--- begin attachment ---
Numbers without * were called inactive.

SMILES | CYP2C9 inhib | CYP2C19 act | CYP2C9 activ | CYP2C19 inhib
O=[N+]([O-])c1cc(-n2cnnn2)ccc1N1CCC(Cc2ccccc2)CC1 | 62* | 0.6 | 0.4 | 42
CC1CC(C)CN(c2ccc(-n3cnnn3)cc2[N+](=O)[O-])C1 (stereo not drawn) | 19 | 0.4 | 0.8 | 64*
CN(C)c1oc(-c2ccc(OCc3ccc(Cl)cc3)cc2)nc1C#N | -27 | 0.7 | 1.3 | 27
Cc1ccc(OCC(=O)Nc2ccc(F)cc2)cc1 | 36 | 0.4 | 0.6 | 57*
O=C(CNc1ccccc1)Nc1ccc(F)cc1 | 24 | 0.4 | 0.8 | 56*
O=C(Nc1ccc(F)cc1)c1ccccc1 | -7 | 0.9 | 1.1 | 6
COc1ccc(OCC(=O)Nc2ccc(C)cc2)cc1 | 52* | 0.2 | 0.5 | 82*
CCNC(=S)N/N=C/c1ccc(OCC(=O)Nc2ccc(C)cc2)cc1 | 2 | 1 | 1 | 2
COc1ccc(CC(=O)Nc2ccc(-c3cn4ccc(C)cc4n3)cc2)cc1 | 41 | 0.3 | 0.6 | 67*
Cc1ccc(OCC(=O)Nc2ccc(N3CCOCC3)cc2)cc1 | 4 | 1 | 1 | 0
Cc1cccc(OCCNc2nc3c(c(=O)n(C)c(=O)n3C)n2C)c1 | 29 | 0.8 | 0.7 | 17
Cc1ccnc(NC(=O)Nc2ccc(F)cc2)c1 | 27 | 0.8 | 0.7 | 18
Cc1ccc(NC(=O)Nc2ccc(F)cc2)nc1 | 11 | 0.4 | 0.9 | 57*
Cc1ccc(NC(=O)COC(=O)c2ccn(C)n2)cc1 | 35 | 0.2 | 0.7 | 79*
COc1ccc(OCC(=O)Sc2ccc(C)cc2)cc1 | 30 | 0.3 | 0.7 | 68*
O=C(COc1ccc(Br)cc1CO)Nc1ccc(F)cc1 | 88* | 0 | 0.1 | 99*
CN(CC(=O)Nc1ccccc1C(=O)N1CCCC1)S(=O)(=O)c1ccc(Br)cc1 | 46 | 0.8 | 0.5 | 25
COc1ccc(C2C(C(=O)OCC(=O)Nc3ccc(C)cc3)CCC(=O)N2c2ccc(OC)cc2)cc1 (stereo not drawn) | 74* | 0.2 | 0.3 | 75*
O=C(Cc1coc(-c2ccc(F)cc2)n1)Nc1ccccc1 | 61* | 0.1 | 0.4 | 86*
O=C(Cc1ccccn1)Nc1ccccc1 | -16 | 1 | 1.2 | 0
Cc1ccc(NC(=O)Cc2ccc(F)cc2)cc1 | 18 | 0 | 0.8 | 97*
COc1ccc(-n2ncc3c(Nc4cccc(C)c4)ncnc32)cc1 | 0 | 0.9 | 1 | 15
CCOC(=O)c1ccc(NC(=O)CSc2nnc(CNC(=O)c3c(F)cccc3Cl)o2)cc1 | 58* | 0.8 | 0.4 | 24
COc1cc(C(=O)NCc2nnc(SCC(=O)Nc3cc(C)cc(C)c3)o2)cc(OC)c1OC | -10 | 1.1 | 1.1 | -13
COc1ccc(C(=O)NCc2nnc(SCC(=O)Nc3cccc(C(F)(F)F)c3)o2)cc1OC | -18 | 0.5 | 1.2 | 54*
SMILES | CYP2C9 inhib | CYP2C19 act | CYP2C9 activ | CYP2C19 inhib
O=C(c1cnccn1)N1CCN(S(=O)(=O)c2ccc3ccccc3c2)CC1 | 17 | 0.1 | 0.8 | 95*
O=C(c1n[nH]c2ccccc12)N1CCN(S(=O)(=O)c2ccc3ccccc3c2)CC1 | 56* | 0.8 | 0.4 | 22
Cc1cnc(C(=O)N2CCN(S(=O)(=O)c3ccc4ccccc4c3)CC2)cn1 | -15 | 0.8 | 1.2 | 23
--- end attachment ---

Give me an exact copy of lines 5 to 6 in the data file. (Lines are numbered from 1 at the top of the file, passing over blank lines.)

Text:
CN(C)c1oc(-c2ccc(OCc3ccc(Cl)cc3)cc2)nc1C#N | -27 | 0.7 | 1.3 | 27
Cc1ccc(OCC(=O)Nc2ccc(F)cc2)cc1 | 36 | 0.4 | 0.6 | 57*